John Marsh has always dreamt of owning a Jaguar and reckons he has reached that stage in life where luxury is important. Now, with the collapse in second-hand car prices and a budget of £8,000, he can afford one. His concern is being able to run it, and with petrol getting more expensive he wonders whether conversion to Liquid Petroleum Gas (LPG) is a good idea. John says that the car will mostly be used around town.
At roughly half the cost of petrol, LPG makes all sorts of sense. Indeed, a friend of mine has just converted a Saab to run on the gas and reckons that although the fuel consumption is slightly worse, he is still getting the equivalent of 60mpg when taking the price into account. The catch is that my friend is a mechanic. He scrounged all the plumbing and knew what he was doing, so the conversion cost him just a few hours of time. The rest of us would have to budget at least £2,000 to convert a Jaguar. It is also important to find a garage or engineer who can carry out the conversion properly. Many specialists I have spoken to say that the kits and time allowed to carry out the conversion are not enough. It can take up to a week to install properly and not everyone is prepared to pay for it. So, if a garage says they can do it for £500, beware. A good starting point is the LP Gas Association, who can point you towards an authorised installer. Ideally, though, John ought to consider finding a vehicle that has already been converted.
A car for the head
If John is only going to do a modest mileage around town, should he really worry too much about the miles per gallon, which in a luxury petrol car is always going to be poor on short start-stop journeys? Perhaps a cheap though comfy car for just a few thousand pounds would be ideal. That's easy because John could buy a Lexus, BMW or Mercedes. These cars, though, would not be fulfilling his requirements for a classic car. OK, so let's go with a Jaguar S-Type then. And, with just £2,000 to spend, John could buy himself exactly the car he wants. It would be a 1999 3.0 V6 with between 115,000-130,000 miles on the clock. I managed to find several with full service history and all the extras that John expects, such as climate control and leather. As we regularly point out, the biggest-single motoring cost is not fuel, but depreciation. So I reckon that John ought to go for this cheap option as even short term he won't lose any money – or no more than £1,000 anyway – and he only has to worry about pumping fuel in every few weeks. If he loves the car then maybe treat it to an LPG conversion in the future.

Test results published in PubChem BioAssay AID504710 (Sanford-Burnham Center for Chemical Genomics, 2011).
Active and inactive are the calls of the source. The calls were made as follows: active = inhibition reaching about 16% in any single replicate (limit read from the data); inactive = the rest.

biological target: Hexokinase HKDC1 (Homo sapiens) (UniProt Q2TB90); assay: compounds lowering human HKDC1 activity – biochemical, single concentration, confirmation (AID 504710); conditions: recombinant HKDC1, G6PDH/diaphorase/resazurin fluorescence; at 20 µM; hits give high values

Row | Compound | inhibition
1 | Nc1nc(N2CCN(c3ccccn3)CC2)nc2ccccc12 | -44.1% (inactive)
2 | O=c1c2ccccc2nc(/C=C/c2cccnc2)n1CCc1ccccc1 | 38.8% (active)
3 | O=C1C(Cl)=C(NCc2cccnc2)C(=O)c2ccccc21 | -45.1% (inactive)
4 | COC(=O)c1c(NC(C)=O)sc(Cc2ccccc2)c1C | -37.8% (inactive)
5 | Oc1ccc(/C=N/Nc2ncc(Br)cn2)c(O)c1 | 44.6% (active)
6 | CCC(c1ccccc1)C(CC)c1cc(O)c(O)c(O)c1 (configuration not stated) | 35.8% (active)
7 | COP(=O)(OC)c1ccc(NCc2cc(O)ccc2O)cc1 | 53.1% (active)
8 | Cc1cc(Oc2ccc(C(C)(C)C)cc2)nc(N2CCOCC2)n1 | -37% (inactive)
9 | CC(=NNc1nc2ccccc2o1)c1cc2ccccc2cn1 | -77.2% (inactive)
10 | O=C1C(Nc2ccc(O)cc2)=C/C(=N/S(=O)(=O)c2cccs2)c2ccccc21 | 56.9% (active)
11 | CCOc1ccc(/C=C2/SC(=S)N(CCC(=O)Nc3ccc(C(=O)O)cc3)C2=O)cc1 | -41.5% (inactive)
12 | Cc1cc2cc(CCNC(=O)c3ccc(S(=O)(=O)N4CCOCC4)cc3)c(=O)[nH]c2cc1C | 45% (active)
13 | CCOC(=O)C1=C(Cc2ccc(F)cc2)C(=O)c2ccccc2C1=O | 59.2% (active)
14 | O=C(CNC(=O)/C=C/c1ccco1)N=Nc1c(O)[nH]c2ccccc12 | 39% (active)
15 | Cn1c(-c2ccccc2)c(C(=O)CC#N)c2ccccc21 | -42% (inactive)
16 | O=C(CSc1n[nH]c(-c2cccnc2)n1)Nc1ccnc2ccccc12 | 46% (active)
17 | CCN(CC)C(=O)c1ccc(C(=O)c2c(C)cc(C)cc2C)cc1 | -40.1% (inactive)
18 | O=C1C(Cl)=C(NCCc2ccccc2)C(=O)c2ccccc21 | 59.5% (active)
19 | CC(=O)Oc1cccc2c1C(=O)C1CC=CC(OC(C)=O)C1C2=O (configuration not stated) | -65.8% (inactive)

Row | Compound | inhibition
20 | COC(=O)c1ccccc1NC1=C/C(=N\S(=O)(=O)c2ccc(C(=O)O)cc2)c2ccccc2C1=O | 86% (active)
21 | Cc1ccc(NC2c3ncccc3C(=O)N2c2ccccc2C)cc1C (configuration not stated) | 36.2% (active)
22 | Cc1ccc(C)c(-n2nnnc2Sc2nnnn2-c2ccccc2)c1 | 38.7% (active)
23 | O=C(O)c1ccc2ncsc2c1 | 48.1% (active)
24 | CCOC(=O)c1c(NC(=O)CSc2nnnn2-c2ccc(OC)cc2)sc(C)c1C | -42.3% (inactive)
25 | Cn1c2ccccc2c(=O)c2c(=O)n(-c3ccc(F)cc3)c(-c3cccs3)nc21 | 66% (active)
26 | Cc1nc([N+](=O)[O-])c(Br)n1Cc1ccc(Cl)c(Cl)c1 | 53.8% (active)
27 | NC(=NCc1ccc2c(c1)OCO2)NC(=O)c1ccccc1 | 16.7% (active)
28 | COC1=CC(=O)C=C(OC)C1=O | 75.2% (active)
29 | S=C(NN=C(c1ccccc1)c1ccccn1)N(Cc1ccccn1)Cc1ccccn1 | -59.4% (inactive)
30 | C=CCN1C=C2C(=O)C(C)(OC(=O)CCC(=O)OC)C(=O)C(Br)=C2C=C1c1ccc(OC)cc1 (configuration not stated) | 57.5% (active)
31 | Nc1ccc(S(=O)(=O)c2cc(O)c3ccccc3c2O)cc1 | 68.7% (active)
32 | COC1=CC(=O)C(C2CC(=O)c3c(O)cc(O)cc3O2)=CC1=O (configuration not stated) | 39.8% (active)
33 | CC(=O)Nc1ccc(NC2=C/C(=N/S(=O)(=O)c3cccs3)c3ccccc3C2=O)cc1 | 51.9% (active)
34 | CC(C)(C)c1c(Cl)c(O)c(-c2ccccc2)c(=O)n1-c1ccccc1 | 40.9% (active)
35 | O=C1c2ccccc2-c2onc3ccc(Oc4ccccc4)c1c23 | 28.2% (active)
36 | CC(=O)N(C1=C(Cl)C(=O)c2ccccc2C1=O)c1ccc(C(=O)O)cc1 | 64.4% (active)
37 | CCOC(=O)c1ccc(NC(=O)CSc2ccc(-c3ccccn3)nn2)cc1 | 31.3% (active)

A car for the heart
An LPG Jaguar? Well, I could only find three of those when I looked. One was a 2002 XJ8 3.2 V8 Executive for £5,995 at a car dealer. It was green, upholstered in cashmere leather and returned a claimed 40mpg, rather than half that if it relied on petrol alone. John needs to know that all LPG cars start with petrol and then switch over to gas, so he will never be entirely free of stopping at the pricey pump. For the same price, John might also want to consider a 2001 X-Type 3.0 V6. It has covered a little more than 100,000 miles and has leather, sat-nav and cruise control. That sounds good, but I haven't heard particularly good things about this model, which seems to have a patchy reliability and is not especially nice to drive. Finally, for just £1,950 a 1994 Jaguar XJ 3.2 Sport with the usual dose of leather, air conditioning and alloy wheels. It is the old square-shaped model, which isn't to everyone's taste but is still a Jag'. Not only that, there are bills to show for a lot of recent work, so this might suit John perfectly.
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